274 F2d 589 Smithers v. Weeks
274 F.2d 589
107 U.S.App.D.C. 80
Lawrence E. SMITHERS, Appellant,
Sinclair WEEKS, Secretary of Commerce, et al., Appellees.
United States Court of Appeals District of Columbia Circuit.
Argued Dec. 16, 1959.
Decided Jan. 21, 1960, Petition for Rehearing Denied Feb. 26, 1960.
Mr. Robert H. McNeill, Washington, D.C., for appellant.
Mr. William W. Greenhelgh, Asst. U.S. Atty., with whom Messrs. Oliver Gasch, U.S. Atty., and Carl W. Belcher, Asst. U.S. Atty., were on the brief, for appellees.
Before WILBUR K. MILLER, BAZELON and BURGER, Circuit Judges.
BURGER, Circuit Judge.
Appellant, a veteran with Civil Service status, employed in the Department of Commerce at grade GS-13, was notified in 1958 that his position was abolished under a reduction in force. With this notice, he was offered re-assignment to an available position at GS-11. The offer of re-assignment was accepted by appellant but he promptly filed an appeal from the reduction in force action, claiming to the Civil Service Commission that he was entitled to a specified position allegedly similar to the one held by him at GS-13, but in another division. He contended that the incumbent of this position had fewer retention rights than he, and that he, appellant, met the minimum qualifications for that position.
The Department of Commerce made a preliminary determination that appellant's qualifications did not meet the minimum requirements for the GS-13 position sought by appellant. The Appeals Examining Office of the Civil Service Commission held a hearing at which appellant and his counsel were present and were heard. At the conclusion of the hearing the Department of Commerce requested and was given an opportunity to re-evaluate appellant's qualifications for the position he sought and the parties agreed that the additional material on this re-evaluation could be submitted. Appellant also agreed to submit tangible evidence bearing on certain aspects of his qualifications. The additional material was to be submitted to the Examiner within 7 days of the March 5th hearing. Thereafter on March 12th, the Commerce Department submitted material relating to appellant's lack of qualification for the position sought.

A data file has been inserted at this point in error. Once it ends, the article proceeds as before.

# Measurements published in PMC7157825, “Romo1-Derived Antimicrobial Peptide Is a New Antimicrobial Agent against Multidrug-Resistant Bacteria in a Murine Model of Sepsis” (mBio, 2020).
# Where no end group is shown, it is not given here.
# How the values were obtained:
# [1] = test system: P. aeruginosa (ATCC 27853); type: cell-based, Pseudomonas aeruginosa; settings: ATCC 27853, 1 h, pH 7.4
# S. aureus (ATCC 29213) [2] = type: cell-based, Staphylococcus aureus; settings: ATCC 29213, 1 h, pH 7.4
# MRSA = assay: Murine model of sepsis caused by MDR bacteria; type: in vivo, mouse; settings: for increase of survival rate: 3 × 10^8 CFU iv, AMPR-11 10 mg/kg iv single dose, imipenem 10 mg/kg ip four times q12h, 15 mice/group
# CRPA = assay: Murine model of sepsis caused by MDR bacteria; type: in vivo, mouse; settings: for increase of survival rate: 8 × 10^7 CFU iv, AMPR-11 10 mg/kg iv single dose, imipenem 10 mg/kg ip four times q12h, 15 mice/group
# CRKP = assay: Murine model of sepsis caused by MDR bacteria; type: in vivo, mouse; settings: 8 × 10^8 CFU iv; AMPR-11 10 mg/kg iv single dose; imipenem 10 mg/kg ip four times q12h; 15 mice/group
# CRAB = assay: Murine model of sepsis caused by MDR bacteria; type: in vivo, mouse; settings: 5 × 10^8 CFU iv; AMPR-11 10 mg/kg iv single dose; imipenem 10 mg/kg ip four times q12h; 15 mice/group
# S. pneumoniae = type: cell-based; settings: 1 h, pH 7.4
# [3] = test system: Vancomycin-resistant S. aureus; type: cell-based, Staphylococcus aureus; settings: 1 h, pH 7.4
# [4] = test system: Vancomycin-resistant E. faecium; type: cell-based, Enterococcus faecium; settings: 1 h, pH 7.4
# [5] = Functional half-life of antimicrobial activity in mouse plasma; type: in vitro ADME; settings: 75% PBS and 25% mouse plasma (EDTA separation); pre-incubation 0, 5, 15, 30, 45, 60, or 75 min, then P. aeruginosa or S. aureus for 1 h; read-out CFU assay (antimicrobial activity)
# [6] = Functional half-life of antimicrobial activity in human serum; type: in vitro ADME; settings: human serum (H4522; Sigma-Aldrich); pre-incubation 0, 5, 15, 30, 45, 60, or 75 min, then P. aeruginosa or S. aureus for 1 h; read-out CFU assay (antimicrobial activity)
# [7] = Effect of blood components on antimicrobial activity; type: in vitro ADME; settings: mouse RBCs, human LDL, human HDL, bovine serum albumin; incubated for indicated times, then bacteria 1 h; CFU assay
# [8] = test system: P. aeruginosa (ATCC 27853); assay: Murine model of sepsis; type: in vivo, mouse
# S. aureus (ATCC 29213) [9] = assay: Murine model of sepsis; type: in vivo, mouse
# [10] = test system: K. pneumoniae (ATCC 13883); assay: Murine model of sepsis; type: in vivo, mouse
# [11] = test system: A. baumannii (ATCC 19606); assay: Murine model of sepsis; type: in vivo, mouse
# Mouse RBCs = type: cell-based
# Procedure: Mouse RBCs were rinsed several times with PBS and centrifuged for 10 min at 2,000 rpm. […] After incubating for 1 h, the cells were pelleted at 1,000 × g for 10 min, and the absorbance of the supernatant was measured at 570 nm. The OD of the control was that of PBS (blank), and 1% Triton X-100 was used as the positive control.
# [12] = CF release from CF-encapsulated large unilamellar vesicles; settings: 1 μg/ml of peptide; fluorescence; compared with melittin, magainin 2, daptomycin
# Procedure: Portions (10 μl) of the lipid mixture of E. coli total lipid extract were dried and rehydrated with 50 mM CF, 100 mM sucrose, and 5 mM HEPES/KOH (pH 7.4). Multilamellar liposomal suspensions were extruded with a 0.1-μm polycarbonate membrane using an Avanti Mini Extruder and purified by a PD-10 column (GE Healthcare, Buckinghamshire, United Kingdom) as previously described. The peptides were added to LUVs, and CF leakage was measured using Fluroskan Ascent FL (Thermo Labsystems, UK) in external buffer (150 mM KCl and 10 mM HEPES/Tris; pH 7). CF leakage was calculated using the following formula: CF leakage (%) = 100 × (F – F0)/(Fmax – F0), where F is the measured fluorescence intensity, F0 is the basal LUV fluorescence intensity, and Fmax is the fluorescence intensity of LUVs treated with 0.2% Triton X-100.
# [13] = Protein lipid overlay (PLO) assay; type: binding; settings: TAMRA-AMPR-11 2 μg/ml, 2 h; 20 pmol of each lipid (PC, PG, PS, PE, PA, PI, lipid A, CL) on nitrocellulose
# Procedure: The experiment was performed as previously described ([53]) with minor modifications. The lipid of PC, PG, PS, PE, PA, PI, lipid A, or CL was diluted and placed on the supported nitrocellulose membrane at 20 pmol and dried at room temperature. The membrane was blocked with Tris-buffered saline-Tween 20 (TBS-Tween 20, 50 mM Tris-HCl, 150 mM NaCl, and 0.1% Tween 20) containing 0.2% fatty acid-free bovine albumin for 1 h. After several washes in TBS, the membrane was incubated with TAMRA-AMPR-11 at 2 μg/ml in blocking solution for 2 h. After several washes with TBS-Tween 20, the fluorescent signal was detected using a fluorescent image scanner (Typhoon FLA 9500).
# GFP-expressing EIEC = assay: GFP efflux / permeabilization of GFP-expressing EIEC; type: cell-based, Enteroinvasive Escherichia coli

Appellant contends that he was not afforded an opportunity to examine this additional material but the record shows affirmatively that on March 17th, 1958, appellant personally wrote at substantial length to the Examiner and in this letter made reference to a supplemental report dated March 12th, 1958, re-evaluating appellant's qualifications and submitted to the Examiner by the Department of Commerce. More important than this, it appears from the Appeals Examiner's summary, dated March 5th, 1958, that each of the parties was well aware that the other was to file supplemental material within 7 days. Moreover, when appellant filed the additional material in his own behalf, there is no indication in the record that he served or sent copies of his supplemental material to the Department of Commerce. This tends to confirm what the Examiner's report of the hearing indicates, i.e., that the parties had assumed the responsibility of acquainting themselves with whatever was filed subsequent to the hearing by the other.
On April 16th, appellant was notified by the Examiner that no violation of his rights was found and that his appeal was denied. Thereafter, on April 25th, 1958, appellant appealed the Examiner's decision to the Board of Appeals and Review. On August 5th, 1958, the Chairman of the Board of Appeals and Review notified appellant that the Board sustained the determination that appellant did not meet the minimum requirements for the position sought and that the decision of the Appeals Examiner was affirmed.
The procedural safeguards of the statute and regulations were observed and we cannot say that the administrative judgment on the merits was clearly arbitrary. Hence the District Court's dismissal must be affirmed.